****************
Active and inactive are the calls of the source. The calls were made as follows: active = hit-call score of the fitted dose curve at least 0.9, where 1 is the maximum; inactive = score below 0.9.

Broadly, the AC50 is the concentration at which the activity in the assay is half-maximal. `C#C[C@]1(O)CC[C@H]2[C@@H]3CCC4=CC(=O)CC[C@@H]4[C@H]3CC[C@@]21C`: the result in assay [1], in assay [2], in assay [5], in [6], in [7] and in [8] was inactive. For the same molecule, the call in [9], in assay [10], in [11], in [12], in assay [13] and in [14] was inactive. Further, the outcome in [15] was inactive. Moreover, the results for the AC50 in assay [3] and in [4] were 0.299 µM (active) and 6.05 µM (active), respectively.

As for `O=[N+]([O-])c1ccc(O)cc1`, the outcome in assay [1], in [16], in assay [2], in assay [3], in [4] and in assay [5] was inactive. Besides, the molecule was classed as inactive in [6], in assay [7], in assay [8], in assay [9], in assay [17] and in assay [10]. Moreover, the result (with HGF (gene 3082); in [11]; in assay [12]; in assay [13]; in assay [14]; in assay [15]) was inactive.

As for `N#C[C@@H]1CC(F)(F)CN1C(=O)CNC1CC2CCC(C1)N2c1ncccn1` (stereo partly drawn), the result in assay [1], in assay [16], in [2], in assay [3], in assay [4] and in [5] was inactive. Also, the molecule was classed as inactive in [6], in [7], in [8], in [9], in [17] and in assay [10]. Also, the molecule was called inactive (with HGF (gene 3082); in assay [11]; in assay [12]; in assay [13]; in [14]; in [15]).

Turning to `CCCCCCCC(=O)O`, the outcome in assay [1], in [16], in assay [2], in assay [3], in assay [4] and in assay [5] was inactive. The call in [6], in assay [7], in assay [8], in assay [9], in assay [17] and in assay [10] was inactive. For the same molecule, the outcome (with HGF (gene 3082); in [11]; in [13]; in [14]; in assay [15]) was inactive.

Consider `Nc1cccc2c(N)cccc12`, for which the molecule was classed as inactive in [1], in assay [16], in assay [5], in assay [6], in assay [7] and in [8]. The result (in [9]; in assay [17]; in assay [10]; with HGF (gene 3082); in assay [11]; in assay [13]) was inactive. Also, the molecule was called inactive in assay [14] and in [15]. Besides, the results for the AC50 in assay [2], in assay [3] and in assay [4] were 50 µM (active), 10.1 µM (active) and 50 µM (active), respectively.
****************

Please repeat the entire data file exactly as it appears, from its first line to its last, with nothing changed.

Active and inactive are the calls of the source. The calls were made as follows: active = hit-call score of the fitted dose curve at least 0.9, where 1 is the maximum; inactive = score below 0.9.

Broadly, the AC50 is the concentration at which the activity in the assay is half-maximal. `C#C[C@]1(O)CC[C@H]2[C@@H]3CCC4=CC(=O)CC[C@@H]4[C@H]3CC[C@@]21C`: the result in assay [1], in assay [2], in assay [5], in [6], in [7] and in [8] was inactive. For the same molecule, the call in [9], in assay [10], in [11], in [12], in assay [13] and in [14] was inactive. Further, the outcome in [15] was inactive. Moreover, the results for the AC50 in assay [3] and in [4] were 0.299 µM (active) and 6.05 µM (active), respectively.

As for `O=[N+]([O-])c1ccc(O)cc1`, the outcome in assay [1], in [16], in assay [2], in assay [3], in [4] and in assay [5] was inactive. Besides, the molecule was classed as inactive in [6], in assay [7], in assay [8], in assay [9], in assay [17] and in assay [10]. Moreover, the result (with HGF (gene 3082); in [11]; in assay [12]; in assay [13]; in assay [14]; in assay [15]) was inactive.

As for `N#C[C@@H]1CC(F)(F)CN1C(=O)CNC1CC2CCC(C1)N2c1ncccn1` (stereo partly drawn), the result in assay [1], in assay [16], in [2], in assay [3], in assay [4] and in [5] was inactive. Also, the molecule was classed as inactive in [6], in [7], in [8], in [9], in [17] and in assay [10]. Also, the molecule was called inactive (with HGF (gene 3082); in assay [11]; in assay [12]; in assay [13]; in [14]; in [15]).

Turning to `CCCCCCCC(=O)O`, the outcome in assay [1], in [16], in assay [2], in assay [3], in assay [4] and in assay [5] was inactive. The call in [6], in assay [7], in assay [8], in assay [9], in assay [17] and in assay [10] was inactive. For the same molecule, the outcome (with HGF (gene 3082); in [11]; in [13]; in [14]; in assay [15]) was inactive.

Consider `Nc1cccc2c(N)cccc12`, for which the molecule was classed as inactive in [1], in assay [16], in assay [5], in assay [6], in assay [7] and in [8]. The result (in [9]; in assay [17]; in assay [10]; with HGF (gene 3082); in assay [11]; in assay [13]) was inactive. Also, the molecule was called inactive in assay [14] and in [15]. Besides, the results for the AC50 in assay [2], in assay [3] and in assay [4] were 50 µM (active), 10.1 µM (active) and 50 µM (active), respectively.